Editor’s note: Blackbird Theater’s musical theater epic, Myth, premieres next Friday night. Anastina McKelvey is working behind the scenes on the production and we asked her to give us a peek behind the curtain. Tickets to the show are available in the Rabbit Room store at discounted prices just for our readers. We hope to see some of you there.
Tonight is the first full-cast, full-score rehearsal for Myth, Blackbird Theater’s latest musical. Leaning against the far wall of the mirrored classroom, I silently observe thirty backs seated in thirty mismatched folding chairs. When the music director snaps his fingers to establish a beat, the cast follows. Open scorebooks fill every lap, pens dash off notes as quickly as possible, and a few errant feet help their bodies keep time to the music. As the voice of the twenty-person chorus converges for the first time, the room itself seems to swell and tense, but maybe it’s only me. None of the actors seem to notice. Their individual voices weave seamlessly in and out of the song with such a haunting sense of belonging that I forego my search for soloists in favor of letting the whole sound lace around me.
Wes Driver and Greg Greene, founders of Blackbird Theater, have been writing Myth for years. The story’s inspiration came in 1990 shortly after Greene studied the Iliad, Odyssey, and Aeneid. He recalls the “profound gap between the personalities deified by the ancient Greeks and the modern, western conception of capital-g God. The Olympians held unrivaled power . . . but there is little that we would describe as ‘godly’ about these gods. They are often the worst characters, morally, in the myths.”
From such musing over the humanness of the ancient gods and the ensuing fragmented relations between heaven and earth, came the idea of a girl whose life is unjustly shattered by Zeus. Myth tells the story of Acacia, Princess of Athens, who in her struggle to understand loyalty and justice, unwittingly undermines Mount Olympus and the Greek pantheon.
Though the idea behind Myth began over twenty years ago, the story is only now coming to fruition. Driver and Greene have spent years with the characters and events, shaping the narrative and preparing it for stage. The existence of Blackbird Theater itself is a direct result of Myth; as they could find no theater company willing to assume the financial risk of producing an untested production of this scale, the two friends decided to establish their own non-profit theater company—but Myth was wildly ambitious, something they would have to build up to. After several acclaimed seasons staging productions like G. K. Chesterton’s Magic, George Bernard Shaw’s Man and Superman, John Logan’s Red, and their original plays Twilight of the Gods and Roger’s Version, Driver and Greene are at last prepared to premiere the story that started it all.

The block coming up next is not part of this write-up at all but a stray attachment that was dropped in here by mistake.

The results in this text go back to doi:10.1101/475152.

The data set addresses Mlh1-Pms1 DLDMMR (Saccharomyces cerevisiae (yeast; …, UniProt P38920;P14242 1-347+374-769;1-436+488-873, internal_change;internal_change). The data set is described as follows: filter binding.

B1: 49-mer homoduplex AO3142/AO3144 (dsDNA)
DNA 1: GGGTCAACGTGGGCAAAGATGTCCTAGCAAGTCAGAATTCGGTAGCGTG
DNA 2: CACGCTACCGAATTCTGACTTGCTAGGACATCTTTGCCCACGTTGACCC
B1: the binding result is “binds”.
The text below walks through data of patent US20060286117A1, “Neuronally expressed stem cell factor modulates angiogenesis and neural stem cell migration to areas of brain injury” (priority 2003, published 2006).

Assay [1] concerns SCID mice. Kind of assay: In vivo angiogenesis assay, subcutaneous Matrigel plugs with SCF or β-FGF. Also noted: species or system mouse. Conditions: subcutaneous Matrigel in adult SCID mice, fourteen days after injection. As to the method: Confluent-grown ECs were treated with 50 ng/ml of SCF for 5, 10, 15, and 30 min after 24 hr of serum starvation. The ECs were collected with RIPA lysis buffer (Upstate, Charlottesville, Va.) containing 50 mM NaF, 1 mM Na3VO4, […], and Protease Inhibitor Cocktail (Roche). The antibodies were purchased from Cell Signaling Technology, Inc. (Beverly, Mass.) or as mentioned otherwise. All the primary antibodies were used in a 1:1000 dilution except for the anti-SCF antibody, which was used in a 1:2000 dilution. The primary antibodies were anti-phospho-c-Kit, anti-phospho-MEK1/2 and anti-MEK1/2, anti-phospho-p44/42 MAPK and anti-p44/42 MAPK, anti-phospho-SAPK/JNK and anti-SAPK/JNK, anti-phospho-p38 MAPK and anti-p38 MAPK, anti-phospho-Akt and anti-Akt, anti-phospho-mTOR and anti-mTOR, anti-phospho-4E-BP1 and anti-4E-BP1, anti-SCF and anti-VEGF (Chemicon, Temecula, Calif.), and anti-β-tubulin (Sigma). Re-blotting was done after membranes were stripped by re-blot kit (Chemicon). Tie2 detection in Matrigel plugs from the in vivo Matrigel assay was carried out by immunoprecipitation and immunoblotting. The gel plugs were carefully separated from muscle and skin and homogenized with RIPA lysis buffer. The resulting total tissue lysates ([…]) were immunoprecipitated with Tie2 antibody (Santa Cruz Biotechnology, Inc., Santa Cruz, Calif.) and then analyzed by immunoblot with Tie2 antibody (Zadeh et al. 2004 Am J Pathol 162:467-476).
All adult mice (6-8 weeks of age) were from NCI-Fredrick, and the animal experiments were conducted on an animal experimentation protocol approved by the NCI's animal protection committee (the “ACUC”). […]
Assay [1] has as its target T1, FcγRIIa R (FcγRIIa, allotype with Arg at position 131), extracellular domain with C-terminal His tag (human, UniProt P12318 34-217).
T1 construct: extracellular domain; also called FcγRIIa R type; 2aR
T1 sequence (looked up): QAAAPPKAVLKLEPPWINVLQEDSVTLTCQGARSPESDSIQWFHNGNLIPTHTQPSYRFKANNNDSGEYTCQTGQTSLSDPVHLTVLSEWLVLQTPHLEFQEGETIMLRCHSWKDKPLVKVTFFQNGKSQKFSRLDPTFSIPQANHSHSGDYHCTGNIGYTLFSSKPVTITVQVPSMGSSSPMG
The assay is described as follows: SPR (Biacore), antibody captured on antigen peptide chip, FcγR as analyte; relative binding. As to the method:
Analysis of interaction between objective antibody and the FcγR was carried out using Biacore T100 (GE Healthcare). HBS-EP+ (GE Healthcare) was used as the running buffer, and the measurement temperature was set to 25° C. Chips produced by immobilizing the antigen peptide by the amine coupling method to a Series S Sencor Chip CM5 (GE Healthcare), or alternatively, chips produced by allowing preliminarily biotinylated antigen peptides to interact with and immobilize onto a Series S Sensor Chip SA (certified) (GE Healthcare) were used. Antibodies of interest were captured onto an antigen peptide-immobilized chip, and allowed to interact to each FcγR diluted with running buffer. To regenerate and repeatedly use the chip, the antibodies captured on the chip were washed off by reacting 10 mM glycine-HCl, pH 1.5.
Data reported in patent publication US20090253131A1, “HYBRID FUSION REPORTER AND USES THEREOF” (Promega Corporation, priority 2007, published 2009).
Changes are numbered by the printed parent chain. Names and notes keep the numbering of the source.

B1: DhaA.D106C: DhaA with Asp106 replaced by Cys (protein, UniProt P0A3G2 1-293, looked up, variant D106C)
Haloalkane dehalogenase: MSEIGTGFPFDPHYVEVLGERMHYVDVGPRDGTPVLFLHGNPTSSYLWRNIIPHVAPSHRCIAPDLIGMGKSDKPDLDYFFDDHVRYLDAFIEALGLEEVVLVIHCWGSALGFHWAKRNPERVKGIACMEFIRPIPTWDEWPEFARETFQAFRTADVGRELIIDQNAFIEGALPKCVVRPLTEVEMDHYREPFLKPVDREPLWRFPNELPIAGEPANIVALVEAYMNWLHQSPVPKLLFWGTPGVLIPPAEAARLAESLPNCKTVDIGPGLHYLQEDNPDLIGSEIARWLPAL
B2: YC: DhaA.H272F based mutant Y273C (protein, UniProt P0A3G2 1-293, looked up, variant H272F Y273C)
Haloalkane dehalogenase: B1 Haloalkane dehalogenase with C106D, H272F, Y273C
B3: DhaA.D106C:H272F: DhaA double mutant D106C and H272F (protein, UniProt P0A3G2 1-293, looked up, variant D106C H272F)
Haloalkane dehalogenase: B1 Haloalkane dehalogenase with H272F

What Greene first envisioned twenty-five years ago has metamorphosed into a ninety-four person project, with a full crew attending to every aspect of lighting, props, construction, wigs, and make up. The score is a delightful mix of Greek chorus and modern musical. The sets are eloquent in their familiar otherworldliness. The costumes land somewhere between unsettling and beautiful.
As opening night approaches (next Friday), Blackbird considers what they want the audience to discover in the narrative: “We hope our audience will be transported [and] will connect with the characters. We hope—and this is wild-eyed dreaming here—that a guest might peer toward his own Mount Olympus and see what unworthy thing he has enshrined there.”
Not only have Driver and Greene accomplished a number of Herculean tasks to bring this new musical into existence, but they have done so with excellence, passion, and humor. Their dedication to their craft is evident in every aspect of the show.
As the cast sings its way through the story, I begin to pick out which actors play which characters—Acacia, Aphrodite, Zeus, Prince Kallisto. Hades is seated directly in front of me, with a voice to put thunder to shame. At his feet lays a terrier with morose eyebrows. There’s an obvious chemistry, an energy that’s building, as the actors begin to play off one another’s characters for the first time.
And I’m here, leaned against the far wall, trying to remain unseen as I watch the transformation happen, feeling a little, perhaps, like a mortal in the halls of Olympus.